Carlin, Standup, and Teaching

Last week I read George Carlin’s “sortabiography”, Last Words. It’s a very interesting look at his life and career and all the stuff you never knew about but really wondered as he went from HBO special to album to Kevin Smith appearance and everything else.

I was especially struck (as I often am) by the similarities between standup comedy and how I teach. To wit, on p. 250:

I’d never use the word “teaching” (rhymes with “preaching”), if for no other reason than when new ideas are conveyed via instruction (or speechifying or debate), people seem to have an instinctive defense against them.

But when you’re in front of an audience and you make them laugh at a new idea, you’re guiding their whole being for the moment. No one is ever more herself or himself than when they really laugh. Their defenses are down. It’s very Zen-like, that moment. They are completely open, completely themselves when that message hits the brain and the laugh begins. That’s when new ideas can be implanted. If a new idea slips in at that moment, it has a chance to grow.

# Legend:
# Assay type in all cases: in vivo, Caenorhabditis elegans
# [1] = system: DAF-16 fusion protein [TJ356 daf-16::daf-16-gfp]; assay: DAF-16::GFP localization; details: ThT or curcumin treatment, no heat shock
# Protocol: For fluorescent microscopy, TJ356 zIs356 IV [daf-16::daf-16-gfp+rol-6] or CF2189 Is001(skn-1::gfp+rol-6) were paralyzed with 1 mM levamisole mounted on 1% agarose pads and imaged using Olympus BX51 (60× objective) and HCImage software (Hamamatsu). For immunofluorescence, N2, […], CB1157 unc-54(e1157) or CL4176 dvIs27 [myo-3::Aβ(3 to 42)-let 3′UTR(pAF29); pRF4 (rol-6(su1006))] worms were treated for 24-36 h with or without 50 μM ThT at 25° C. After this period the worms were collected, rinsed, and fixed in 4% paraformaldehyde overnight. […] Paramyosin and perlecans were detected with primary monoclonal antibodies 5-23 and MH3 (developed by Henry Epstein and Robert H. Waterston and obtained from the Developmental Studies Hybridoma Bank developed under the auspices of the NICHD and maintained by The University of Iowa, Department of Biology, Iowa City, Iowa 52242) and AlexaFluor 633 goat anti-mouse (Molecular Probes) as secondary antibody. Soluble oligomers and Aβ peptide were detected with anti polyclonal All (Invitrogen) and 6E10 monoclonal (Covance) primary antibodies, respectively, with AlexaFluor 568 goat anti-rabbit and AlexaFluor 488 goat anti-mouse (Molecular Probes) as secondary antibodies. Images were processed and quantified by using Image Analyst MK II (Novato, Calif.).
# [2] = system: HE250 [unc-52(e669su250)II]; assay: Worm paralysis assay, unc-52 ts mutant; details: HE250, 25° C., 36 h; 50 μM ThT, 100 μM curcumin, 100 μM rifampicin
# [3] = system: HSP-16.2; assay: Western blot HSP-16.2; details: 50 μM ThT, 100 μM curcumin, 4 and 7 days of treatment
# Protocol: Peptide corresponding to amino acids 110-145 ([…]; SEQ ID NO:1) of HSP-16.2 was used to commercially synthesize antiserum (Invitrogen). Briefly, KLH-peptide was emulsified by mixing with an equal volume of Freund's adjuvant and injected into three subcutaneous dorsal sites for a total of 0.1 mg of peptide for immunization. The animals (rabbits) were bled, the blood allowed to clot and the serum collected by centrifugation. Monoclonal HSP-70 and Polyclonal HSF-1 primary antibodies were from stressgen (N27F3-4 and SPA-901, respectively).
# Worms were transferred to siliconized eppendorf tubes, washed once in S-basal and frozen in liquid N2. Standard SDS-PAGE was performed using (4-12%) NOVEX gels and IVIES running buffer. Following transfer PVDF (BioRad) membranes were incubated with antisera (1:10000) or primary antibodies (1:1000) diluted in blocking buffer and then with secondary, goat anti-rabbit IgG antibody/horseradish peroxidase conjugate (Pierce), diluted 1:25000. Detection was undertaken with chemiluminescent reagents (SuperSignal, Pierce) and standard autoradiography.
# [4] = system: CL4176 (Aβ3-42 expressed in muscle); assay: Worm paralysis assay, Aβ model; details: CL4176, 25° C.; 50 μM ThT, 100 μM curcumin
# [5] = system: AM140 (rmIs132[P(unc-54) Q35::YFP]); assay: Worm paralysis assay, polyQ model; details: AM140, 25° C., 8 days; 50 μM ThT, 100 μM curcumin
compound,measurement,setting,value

And later he returns to this theme, on p. 280:

The creation of material is the ultimate freedom because that’s creating the world I want. I’m saying to people: the world you imagine isn’t really true: THIS is what’s happening: “Boogadee! Boogadee! Boogadee!” Even if I’m just babbling. I’m saying: THAT is what’s true. What is. Here and now. Whatever you think to be true, you with the suit and the hat, on the subway or the freeway, is bulls***. THIS is true: “Boogadee! Boogadee! Boogadee!” I am momentarily changing the world to THIS. I am reinventing the world because I can.

Yeah, that’s pretty much what teaching is all about.


Here’s a turtle dancing to Benny Benassi’s song “Satisfaction”. Much better than the official video.

Also “Flat Beat” is really cool.

Today I’m listening to: PWOG!

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